Miller, Fae A.
July 8, 1923 - April 5, 2021
Miller-. Fae A., 97, of Orrville, Ohio, died April 5, 2021, at the home of her niece, Rebecca and Arlin Geiser, following a period of declining health. She was born July 8, 1923, to Solomon and Ida E. (Miller) Miller. She received her RN degree at Lancaster General Hospital in Pennsylvania, her bachelor of science degree at Eastern Mennonite University, Harrisonburg, Va., and her master's degree in African studies at Duquesne University, Pittsburgh.
She was a woman of faith in God and spent her life serving others. She served for some 35 years as a medical missionary in Somalia and South Sudan under Eastern Mennonite Board of Missions and Mennonite Central Committee. She loved telling the stories of her time on the mission field and of her love for the people there. After retiring from mission work, she worked in several Ohio hospitals, taught African studies at Wayne College in Orrville and volunteered with Meals on Wheels.
She was an active member of Orrville Mennonite Church, was involved with her large family and had many friends in many places. She was an avid world traveler as long as she was able. Survivors include three sisters, Kathryn (the late Glenn) Hollopeter of Medina, Lena (Robert) Wenger of Wisconsin, and Ida G. Byer of Wooster; and a brother-in-law, Paul E. Thomas of Kidron. She was preceded in death by five brothers, Monroe, Roy, Melvin, Clarence and infant Solomon IV; and a sister, Irene Thomas. A family graveside service was held at the East Union Mennonite Church cemetery.
Martin, John Richard
September 2, 1928 - March 23, 2021
Martin-. John Richard, 92, of Harrisonburg, Va., died March 23, 2021, at Virginia Mennonite Retirement Community. He was born Sept. 2, 1928, to Perry S. and Annie Wenger Martin in Harrisonburg. On March 31, 1956, he married Marian Stover Landis of Blooming Glen, Pa. She preceded him in death in 2016. In 2018, he married Evelyn Jost Martin. He earned degrees from Eastern Mennonite College, Goshen Biblical Seminary, Eastern Baptist Theological Seminary and Lancaster Theological Seminary.
In 1957, he was ordained to the ministry at Woodridge Mennonite Church, Washington, D.C. He pastored there three years along with serving as associate executive secretary of the National Service Board for Religious Objectors. He later pastored Neffsville Mennonite Church in Pennsylvania for 10 years. Then he served on the faculty of Eastern Mennonite College and Seminary. He taught college Bible for seven years and then served as seminary registrar and professor of church ministries for 18 years. During his years of ministry, he served on a number of denominational boards and programs, including director of 1-W Services, moderator of Virginia Mennonite Conference, president of Mennonite Board of Congregational Ministries and president of Mennonite Broadcasts. He authored four books as well as articles for various periodicals.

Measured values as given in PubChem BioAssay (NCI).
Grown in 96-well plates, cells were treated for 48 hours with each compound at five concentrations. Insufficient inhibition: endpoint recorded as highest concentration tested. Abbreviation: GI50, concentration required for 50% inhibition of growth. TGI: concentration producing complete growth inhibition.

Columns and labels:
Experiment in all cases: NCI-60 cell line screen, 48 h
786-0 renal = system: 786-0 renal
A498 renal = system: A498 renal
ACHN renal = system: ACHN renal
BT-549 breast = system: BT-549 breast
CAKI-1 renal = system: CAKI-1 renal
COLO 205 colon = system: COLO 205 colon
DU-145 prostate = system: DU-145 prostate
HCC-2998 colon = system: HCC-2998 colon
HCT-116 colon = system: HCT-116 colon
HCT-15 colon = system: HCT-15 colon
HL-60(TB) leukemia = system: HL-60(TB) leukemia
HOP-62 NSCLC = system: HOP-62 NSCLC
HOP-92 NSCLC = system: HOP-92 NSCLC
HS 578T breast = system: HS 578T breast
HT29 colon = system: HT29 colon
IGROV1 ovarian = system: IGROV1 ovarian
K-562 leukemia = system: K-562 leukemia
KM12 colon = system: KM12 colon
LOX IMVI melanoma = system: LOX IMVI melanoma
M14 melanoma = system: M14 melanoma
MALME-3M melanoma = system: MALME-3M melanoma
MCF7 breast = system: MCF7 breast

Survivors include his wife, Evelyn Jost Martin; three children, Don R. (Barbara) Martin of Harrisonburg, Lee (Peg) Martin of Kimball, W.Va., and Ann (Jim Stutzman) Martin of Lancaster, Pa.; and seven grandchildren. He was preceded in death by his eight siblings, Robert, J. Weldon, Mary King, Virginia Derstine, Ruth Harnish, Margaret Weaver, Perry Sanford, and Ralph. Memorial services were livestreamed from Park View Mennonite Church, Harrisonburg. The burial was private. Memorial contributions may be made to the John R. and Marian S. Martin Seminary Scholarship at Eastern Mennonite Seminary or the Compassion Fund at Virginia Mennonite Retirement Community.
Transcribed by: John Ingold
Anabaptist World, May 28, 2021, pages 46-47, Vol. 2, No. 7.
July 7, 1928 - April 25, 2021
Liechty.- Stanley, 92, of Goshen, Ind., died peacefully at home April 25, 2021. He was born July 7, 1928, to Ervin C. and Alice (Brenneman) Liechty in Orrville, Ohio. He lived in Goshen since 1959. He was a longtime member of Berkey Avenue Mennonite Fellowship, Goshen. A graduate of Goshen College and Indiana University, he taught elementary school, retiring from Concord Community Schools in 1993. During many of his retirement years he was known for his harmonica playing and loved nothing more than putting a smile on your face by playing a tune or cracking a joke.
He married Ruth Conrad on Aug. 17, 1959, in Wayland, Iowa. She preceded him in death in 2009. Survivors include a daughter, Jeanne (Michael Dickens) Liechty of Goshen; two sons, Jonathan Liechty of Bloomington and Jered Liechty of Goshen; two sisters, Marilyn Moffett of North Kingston, R.I., and Wilma Eash of Orrville, Ohio; one brother, Wayne Liechty of Apple Creek, Ohio; and two grandchildren. He was preceded in death by his wife, Ruth; and a sister, Lois Liechty. Memorial services were held at Yoder-Culp Funeral Home, Goshen. Scattering of his cremated remains was in Greencroft Memorial Gardens, Goshen. Memorials may be made to Mennonite Central Committee or the Berkey Avenue Mennonite Fellowship library.